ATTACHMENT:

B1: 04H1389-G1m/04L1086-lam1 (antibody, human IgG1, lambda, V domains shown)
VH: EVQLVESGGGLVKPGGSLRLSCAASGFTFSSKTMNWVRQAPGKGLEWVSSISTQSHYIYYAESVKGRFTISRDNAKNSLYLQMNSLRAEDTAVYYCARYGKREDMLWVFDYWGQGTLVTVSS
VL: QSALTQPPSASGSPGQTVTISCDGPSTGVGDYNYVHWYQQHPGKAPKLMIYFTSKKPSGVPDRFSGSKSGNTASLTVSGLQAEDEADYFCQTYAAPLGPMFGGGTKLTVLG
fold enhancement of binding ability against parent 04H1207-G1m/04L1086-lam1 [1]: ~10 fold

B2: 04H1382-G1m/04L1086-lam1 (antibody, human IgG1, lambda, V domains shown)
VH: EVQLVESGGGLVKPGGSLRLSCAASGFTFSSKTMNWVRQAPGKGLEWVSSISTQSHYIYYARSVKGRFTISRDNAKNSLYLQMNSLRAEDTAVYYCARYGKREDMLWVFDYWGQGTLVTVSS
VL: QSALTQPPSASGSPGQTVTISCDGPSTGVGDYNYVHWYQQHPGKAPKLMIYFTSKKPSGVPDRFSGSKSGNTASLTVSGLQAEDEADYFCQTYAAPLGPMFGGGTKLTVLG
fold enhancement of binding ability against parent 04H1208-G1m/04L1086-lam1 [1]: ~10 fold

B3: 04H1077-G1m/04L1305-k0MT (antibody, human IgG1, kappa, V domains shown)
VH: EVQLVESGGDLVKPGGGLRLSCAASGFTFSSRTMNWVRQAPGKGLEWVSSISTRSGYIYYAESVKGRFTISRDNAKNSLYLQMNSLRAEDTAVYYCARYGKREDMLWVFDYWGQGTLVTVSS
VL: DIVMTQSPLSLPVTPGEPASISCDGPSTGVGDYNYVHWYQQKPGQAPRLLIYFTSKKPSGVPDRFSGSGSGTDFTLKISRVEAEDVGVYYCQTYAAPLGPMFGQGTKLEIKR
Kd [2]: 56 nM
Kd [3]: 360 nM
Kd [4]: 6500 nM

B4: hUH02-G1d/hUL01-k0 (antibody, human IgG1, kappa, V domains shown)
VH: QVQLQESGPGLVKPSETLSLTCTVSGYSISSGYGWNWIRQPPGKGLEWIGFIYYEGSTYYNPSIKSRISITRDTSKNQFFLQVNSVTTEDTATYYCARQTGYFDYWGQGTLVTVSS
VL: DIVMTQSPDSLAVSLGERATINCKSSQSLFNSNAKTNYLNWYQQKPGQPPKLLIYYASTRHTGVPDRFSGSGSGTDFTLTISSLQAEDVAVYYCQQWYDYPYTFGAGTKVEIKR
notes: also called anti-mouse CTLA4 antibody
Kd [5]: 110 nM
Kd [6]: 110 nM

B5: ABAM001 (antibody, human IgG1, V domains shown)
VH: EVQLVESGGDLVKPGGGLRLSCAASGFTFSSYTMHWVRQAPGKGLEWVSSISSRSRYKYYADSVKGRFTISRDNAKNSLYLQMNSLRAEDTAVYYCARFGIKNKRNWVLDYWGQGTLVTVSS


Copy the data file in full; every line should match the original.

B1: 04H1389-G1m/04L1086-lam1 (antibody, human IgG1, lambda, V domains shown)
VH: EVQLVESGGGLVKPGGSLRLSCAASGFTFSSKTMNWVRQAPGKGLEWVSSISTQSHYIYYAESVKGRFTISRDNAKNSLYLQMNSLRAEDTAVYYCARYGKREDMLWVFDYWGQGTLVTVSS
VL: QSALTQPPSASGSPGQTVTISCDGPSTGVGDYNYVHWYQQHPGKAPKLMIYFTSKKPSGVPDRFSGSKSGNTASLTVSGLQAEDEADYFCQTYAAPLGPMFGGGTKLTVLG
fold enhancement of binding ability against parent 04H1207-G1m/04L1086-lam1 [1]: ~10 fold

B2: 04H1382-G1m/04L1086-lam1 (antibody, human IgG1, lambda, V domains shown)
VH: EVQLVESGGGLVKPGGSLRLSCAASGFTFSSKTMNWVRQAPGKGLEWVSSISTQSHYIYYARSVKGRFTISRDNAKNSLYLQMNSLRAEDTAVYYCARYGKREDMLWVFDYWGQGTLVTVSS
VL: QSALTQPPSASGSPGQTVTISCDGPSTGVGDYNYVHWYQQHPGKAPKLMIYFTSKKPSGVPDRFSGSKSGNTASLTVSGLQAEDEADYFCQTYAAPLGPMFGGGTKLTVLG
fold enhancement of binding ability against parent 04H1208-G1m/04L1086-lam1 [1]: ~10 fold

B3: 04H1077-G1m/04L1305-k0MT (antibody, human IgG1, kappa, V domains shown)
VH: EVQLVESGGDLVKPGGGLRLSCAASGFTFSSRTMNWVRQAPGKGLEWVSSISTRSGYIYYAESVKGRFTISRDNAKNSLYLQMNSLRAEDTAVYYCARYGKREDMLWVFDYWGQGTLVTVSS
VL: DIVMTQSPLSLPVTPGEPASISCDGPSTGVGDYNYVHWYQQKPGQAPRLLIYFTSKKPSGVPDRFSGSGSGTDFTLKISRVEAEDVGVYYCQTYAAPLGPMFGQGTKLEIKR
Kd [2]: 56 nM
Kd [3]: 360 nM
Kd [4]: 6500 nM

B4: hUH02-G1d/hUL01-k0 (antibody, human IgG1, kappa, V domains shown)
VH: QVQLQESGPGLVKPSETLSLTCTVSGYSISSGYGWNWIRQPPGKGLEWIGFIYYEGSTYYNPSIKSRISITRDTSKNQFFLQVNSVTTEDTATYYCARQTGYFDYWGQGTLVTVSS
VL: DIVMTQSPDSLAVSLGERATINCKSSQSLFNSNAKTNYLNWYQQKPGQPPKLLIYYASTRHTGVPDRFSGSGSGTDFTLTISSLQAEDVAVYYCQQWYDYPYTFGAGTKVEIKR
notes: also called anti-mouse CTLA4 antibody
Kd [5]: 110 nM
Kd [6]: 110 nM

B5: ABAM001 (antibody, human IgG1, V domains shown)
VH: EVQLVESGGDLVKPGGGLRLSCAASGFTFSSYTMHWVRQAPGKGLEWVSSISSRSRYKYYADSVKGRFTISRDNAKNSLYLQMNSLRAEDTAVYYCARFGIKNKRNWVLDYWGQGTLVTVSS